In the perspective of mysticism, most of us are still playing in the world as if we were children in a giant sandbox. We have our rattles, we hold on tightly to our Popsicles; for the vast majority of us, most of life is spent with toys. Figures like Sri Krishna, Christ, and the Buddha come to the edge of the sandbox and remind us gently, “Look, your hair is turning gray. Do you want to play here forever? There are vast worlds to be discovered.” But often we reply, in effect, “Right, Lord. Just let me finish this one sand castle . . .”
I feel very happy now to see so many high school and college students learning to meditate. They are extraordinarily fortunate, for they are getting out of the sandbox early in life. If we keep playing with pleasures and possessions for decades, before we realize it the sandbox becomes our universe. Then we have no thought for what we really are, who is within us, what our destiny is, whether life has any goal.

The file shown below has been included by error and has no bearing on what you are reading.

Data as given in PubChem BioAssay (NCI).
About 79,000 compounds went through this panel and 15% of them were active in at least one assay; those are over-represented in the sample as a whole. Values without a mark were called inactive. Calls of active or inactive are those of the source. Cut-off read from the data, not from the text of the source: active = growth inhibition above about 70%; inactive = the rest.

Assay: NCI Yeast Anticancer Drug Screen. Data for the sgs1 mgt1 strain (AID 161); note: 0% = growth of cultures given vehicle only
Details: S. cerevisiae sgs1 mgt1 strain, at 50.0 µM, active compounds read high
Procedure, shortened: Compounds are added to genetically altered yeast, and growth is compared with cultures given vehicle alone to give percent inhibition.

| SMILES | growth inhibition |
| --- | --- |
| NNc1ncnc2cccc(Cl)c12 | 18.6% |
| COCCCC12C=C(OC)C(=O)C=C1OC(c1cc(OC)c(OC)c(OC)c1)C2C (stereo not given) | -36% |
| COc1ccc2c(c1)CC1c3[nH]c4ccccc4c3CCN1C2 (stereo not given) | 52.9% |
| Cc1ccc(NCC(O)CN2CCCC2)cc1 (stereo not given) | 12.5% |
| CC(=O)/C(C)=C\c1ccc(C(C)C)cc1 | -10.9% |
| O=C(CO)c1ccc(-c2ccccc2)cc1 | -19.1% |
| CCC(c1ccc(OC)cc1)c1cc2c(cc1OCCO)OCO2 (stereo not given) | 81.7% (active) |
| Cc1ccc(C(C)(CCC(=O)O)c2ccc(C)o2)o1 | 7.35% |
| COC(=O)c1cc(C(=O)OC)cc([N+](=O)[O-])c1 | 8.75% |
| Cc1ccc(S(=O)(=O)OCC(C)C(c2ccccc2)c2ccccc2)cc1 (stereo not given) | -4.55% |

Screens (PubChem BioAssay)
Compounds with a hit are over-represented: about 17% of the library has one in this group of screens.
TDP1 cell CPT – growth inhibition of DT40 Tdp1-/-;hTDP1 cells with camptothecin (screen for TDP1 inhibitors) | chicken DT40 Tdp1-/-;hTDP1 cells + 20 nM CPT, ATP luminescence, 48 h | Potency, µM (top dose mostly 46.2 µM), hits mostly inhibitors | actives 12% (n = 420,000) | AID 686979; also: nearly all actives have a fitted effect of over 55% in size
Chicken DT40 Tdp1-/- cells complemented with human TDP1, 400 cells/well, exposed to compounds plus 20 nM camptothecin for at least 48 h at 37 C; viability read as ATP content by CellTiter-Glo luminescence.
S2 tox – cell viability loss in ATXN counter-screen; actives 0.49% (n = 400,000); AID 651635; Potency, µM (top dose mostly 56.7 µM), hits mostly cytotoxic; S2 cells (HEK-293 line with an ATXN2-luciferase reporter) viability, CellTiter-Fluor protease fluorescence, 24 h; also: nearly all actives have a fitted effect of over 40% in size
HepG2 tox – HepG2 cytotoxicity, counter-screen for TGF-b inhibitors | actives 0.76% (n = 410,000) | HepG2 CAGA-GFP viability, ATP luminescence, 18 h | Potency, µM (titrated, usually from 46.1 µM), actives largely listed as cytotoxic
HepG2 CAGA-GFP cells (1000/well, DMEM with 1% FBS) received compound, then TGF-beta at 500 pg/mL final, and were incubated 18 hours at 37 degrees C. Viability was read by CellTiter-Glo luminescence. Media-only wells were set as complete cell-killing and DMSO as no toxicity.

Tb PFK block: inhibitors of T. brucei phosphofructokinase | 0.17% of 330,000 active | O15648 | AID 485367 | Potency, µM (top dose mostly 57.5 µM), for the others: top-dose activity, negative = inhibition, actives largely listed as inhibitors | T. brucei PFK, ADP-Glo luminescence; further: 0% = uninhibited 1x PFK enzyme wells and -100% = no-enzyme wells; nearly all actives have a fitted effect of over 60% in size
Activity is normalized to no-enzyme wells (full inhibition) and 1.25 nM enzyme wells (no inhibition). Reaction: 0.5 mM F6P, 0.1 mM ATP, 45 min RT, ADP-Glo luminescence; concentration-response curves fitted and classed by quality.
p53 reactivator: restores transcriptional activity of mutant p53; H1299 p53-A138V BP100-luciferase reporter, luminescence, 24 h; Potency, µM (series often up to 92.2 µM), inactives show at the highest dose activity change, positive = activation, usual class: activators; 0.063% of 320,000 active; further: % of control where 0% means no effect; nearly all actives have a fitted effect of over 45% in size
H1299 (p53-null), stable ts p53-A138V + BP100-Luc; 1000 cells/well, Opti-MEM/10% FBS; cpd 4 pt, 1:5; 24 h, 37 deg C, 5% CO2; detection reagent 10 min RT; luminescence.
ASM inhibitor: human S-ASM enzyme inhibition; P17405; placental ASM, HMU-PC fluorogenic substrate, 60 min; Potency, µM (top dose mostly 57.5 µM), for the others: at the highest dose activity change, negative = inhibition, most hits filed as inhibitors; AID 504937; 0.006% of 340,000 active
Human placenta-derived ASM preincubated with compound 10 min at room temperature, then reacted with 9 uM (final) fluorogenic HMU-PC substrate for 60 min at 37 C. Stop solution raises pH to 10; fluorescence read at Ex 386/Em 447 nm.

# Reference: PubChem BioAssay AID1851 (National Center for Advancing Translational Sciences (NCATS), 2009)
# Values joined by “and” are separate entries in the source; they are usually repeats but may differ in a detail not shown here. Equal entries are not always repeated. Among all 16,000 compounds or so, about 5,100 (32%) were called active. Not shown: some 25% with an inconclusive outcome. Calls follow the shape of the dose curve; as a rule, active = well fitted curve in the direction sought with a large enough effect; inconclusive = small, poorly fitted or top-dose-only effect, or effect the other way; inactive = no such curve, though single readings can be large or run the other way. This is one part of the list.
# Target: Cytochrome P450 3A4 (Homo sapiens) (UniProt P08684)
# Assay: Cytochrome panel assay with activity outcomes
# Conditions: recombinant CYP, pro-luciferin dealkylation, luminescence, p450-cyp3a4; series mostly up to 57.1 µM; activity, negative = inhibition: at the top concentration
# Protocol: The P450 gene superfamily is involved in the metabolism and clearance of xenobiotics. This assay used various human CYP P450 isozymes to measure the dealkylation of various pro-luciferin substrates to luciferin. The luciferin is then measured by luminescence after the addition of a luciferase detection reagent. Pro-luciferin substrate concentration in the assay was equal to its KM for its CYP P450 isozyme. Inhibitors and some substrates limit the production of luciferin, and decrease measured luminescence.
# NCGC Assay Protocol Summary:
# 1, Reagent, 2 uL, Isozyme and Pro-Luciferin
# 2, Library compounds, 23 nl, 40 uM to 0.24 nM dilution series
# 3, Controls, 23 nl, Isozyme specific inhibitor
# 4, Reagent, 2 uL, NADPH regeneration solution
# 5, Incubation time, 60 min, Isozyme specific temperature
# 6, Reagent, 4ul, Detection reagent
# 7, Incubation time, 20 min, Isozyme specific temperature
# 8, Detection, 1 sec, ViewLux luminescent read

If this outlook sounds bleak, it is actually full of promise. It implies that we can always grow up. I am an inveterate optimist, and not of the naive variety either. If we take this compassionate view of human motivations, we won’t consider the world around us hopeless. Throwing away our toys and growing up requires a great deal of determined effort, yet none of us has any reason to give up hope. That core of Infinity is still there, right within us, shining away just as brightly no matter how hard we try to look the other way.
Saint Teresa, again, puts it very personally: Even when we are engaged in our worldly pastimes and businesses and pleasures and hagglings, this Lord of ours is so anxious that we should desire him and strive after his companionship that he calls us ceaselessly, time after time, to approach him . . . for His Majesty is quite prepared to wait even for years, especially when he sees we are persevering and have good desires. This is the most necessary thing here; if we have this, we cannot fail to gain greatly.
It should kindle our determination all the more to think how boundless his love for us must be, so anxious is he to draw us closer to him no matter how much we may tarry.